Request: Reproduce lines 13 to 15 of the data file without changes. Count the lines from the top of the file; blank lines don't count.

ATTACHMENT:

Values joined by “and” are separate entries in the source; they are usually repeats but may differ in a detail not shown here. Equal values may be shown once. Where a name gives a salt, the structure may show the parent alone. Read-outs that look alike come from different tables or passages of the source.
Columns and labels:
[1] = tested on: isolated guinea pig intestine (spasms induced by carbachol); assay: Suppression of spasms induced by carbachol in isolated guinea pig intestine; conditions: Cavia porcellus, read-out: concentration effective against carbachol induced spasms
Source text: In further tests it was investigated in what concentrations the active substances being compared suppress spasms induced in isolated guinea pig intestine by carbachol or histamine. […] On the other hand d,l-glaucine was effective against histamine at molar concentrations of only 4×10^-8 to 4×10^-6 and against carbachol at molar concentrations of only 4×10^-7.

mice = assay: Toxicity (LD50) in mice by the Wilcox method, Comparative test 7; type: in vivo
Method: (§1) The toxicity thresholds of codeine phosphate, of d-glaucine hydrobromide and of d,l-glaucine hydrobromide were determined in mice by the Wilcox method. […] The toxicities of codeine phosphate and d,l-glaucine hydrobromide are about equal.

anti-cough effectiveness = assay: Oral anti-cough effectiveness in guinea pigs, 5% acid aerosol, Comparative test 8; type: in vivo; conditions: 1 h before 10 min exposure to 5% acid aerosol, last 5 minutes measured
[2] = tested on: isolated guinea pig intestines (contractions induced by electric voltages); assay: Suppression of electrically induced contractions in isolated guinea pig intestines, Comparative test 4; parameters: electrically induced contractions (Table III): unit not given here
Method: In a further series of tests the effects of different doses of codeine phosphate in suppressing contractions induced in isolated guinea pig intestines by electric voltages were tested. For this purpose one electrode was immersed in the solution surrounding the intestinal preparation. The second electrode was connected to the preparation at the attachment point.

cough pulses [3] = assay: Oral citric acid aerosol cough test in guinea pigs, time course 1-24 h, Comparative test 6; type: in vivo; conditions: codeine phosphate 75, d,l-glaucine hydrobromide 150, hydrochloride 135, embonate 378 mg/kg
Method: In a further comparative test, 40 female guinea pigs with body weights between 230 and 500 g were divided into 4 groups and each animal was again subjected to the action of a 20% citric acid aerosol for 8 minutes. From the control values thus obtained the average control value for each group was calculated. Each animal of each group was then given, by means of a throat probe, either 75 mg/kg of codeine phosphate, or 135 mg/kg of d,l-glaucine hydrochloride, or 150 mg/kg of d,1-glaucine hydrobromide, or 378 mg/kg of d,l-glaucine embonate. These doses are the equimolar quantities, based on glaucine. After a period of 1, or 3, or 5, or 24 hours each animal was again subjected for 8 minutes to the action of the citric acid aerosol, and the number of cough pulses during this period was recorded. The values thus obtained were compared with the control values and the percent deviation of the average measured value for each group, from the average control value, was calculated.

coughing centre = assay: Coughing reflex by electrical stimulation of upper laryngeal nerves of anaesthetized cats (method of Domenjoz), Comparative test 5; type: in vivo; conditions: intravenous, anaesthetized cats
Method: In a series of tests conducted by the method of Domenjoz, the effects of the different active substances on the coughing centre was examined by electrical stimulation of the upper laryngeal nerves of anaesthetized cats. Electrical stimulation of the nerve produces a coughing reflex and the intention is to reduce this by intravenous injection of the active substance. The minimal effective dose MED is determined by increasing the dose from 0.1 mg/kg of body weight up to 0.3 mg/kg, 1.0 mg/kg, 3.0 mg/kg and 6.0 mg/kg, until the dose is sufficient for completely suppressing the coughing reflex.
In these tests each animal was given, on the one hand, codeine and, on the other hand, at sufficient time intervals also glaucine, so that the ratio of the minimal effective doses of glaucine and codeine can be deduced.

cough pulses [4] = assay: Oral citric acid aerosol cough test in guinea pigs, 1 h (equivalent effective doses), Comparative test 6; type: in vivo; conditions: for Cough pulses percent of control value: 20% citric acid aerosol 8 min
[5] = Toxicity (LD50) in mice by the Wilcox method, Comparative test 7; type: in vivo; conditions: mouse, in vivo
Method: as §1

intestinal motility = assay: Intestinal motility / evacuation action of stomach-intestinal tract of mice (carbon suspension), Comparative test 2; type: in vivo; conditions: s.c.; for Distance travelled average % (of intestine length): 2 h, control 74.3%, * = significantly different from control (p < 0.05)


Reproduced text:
Method: In a series of tests conducted by the method of Domenjoz, the effects of the different active substances on the coughing centre was examined by electrical stimulation of the upper laryngeal nerves of anaesthetized cats. Electrical stimulation of the nerve produces a coughing reflex and the intention is to reduce this by intravenous injection of the active substance. The minimal effective dose MED is determined by increasing the dose from 0.1 mg/kg of body weight up to 0.3 mg/kg, 1.0 mg/kg, 3.0 mg/kg and 6.0 mg/kg, until the dose is sufficient for completely suppressing the coughing reflex.
In these tests each animal was given, on the one hand, codeine and, on the other hand, at sufficient time intervals also glaucine, so that the ratio of the minimal effective doses of glaucine and codeine can be deduced.

cough pulses [4] = assay: Oral citric acid aerosol cough test in guinea pigs, 1 h (equivalent effective doses), Comparative test 6; type: in vivo; conditions: for Cough pulses percent of control value: 20% citric acid aerosol 8 min